The first step in the resettlement of tens of thousands of refugees from Bhutan began in Nepal this week. The International Organization for Migration is doing the processing, which could see the refugees ending up in the United States and several other western countries. VOA correspondent Steve Herman reports from New Delhi on the first serious progress in one of world's most intractable refugee situations.
The arrangement allowing the refugees to emigrate comes nearly two decades after the first wave of ethnic Nepalese was forced out of the Himalayan Buddhist kingdom of Bhutan.
The breakthrough came in recent days after the top American diplomat concerned with the issue visited Nepal and Bhutan.
Ellen Sauerbrey, the assistant secretary of state for population, refugees and migration, said Thursday that speed is essential to avoid problems. She said communist activists from Bhutan and Nepal have been attempting to stir up trouble in the refugee camps.
"This is a very critical time where there is, certainly, a concerted effort on the part of the
Maoists to infiltrate and radicalize people in the camps," she said. "And this is something that both Bhutan and India are concerned about, and rightfully so."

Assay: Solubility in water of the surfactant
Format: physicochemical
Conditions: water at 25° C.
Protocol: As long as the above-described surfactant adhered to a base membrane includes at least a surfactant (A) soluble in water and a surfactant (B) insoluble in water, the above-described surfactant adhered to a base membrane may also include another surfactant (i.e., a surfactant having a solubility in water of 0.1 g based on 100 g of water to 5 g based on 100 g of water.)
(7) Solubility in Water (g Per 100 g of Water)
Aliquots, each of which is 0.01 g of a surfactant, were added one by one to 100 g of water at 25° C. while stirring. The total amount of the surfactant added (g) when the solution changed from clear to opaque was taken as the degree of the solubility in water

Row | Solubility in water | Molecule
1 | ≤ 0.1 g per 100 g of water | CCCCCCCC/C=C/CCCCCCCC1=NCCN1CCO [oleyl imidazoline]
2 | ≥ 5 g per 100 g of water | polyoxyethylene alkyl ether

The communists are promoting the position of many of the refugees, that they should be allowed to return to Bhutan.
Thousands in the Nepalese camps attempted in May to trek back to Bhutan through India, but Indian border guards opened fire, killing at least one of the refugees and injuring 20.
The United States is committed to accepting at least 60,000 of the refugees, with between 30,000 and 40,000 expected to head there by the end of 2009.
Canada has agreed to re-settle 5,000 refugees, while Australia, Denmark, the
Netherlands, New Zealand and Norway say they will take others.
Bhutan says it expelled them because they were illegal immigrants. There has been concern that more non-Bhutanese living in the tiny nation might also be forced to leave.
Sauerbrey says during her visit to the Bhutanese capital this week, she held a rare two-hour meeting with King Jigme Khesar Namgyel Wangchuck, who promised no further expulsions.
"His Majesty the King assured us they have no thought of expelling their Bhutanese citizens of ethnic Nepalese background," she said.
She was meeting here in New Delhi Thursday to ask India's help in solving the protracted refugee crisis, and to clear the way for the refugees to transit through New Delhi. India, which has considerable influence in both Bhutan and Nepal, has traditionally backed Bhutan's refusal to let the refugees return.
Sauerbrey on Friday heads for the Indian city of Dharamsala, the home of the Tibetan government in exile, where she is due to meet the Dalai Lama.
The United States is also hoping to re-settle thousands of Tibetan refugees who are in Nepal and India. Every year several thousand Tibetans - including monks, nuns and children - escape from Tibet, traveling through treacherous Nepalese terrain to reach India.
Nepal in the past has handed some of the fleeing refugees to Chinese authorities, prompting international condemnation.
U.S. officials say Nepal has also resisted allowing Tibetan refugees to re-settle in the United States, to avoid upsetting Nepal's relations with China.